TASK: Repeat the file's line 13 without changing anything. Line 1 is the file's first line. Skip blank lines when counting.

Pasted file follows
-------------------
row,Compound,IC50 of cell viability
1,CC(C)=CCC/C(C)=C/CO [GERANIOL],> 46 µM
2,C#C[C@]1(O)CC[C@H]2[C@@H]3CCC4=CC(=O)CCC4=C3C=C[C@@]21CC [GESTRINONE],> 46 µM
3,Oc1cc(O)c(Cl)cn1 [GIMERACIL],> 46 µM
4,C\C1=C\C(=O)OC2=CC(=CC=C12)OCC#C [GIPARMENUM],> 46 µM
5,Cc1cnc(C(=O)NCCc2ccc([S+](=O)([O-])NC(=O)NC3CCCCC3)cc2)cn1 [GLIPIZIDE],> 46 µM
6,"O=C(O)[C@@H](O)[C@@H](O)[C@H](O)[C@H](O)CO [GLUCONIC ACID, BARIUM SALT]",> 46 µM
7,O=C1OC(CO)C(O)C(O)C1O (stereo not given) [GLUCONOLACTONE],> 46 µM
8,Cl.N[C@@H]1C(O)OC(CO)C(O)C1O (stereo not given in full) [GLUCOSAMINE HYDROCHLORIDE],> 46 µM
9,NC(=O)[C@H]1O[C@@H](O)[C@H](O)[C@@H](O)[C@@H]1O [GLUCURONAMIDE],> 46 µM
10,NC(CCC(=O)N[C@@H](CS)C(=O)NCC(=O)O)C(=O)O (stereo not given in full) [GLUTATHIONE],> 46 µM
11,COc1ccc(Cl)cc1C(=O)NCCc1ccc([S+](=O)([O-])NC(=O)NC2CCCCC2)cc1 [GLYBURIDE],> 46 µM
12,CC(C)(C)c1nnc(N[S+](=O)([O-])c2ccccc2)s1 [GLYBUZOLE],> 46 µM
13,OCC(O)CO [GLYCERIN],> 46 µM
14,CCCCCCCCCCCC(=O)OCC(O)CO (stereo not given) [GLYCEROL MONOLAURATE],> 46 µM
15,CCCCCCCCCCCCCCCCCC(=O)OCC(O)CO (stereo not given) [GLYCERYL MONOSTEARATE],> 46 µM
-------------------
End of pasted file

12,CC(C)(C)c1nnc(N[S+](=O)([O-])c2ccccc2)s1 [GLYBUZOLE],> 46 µM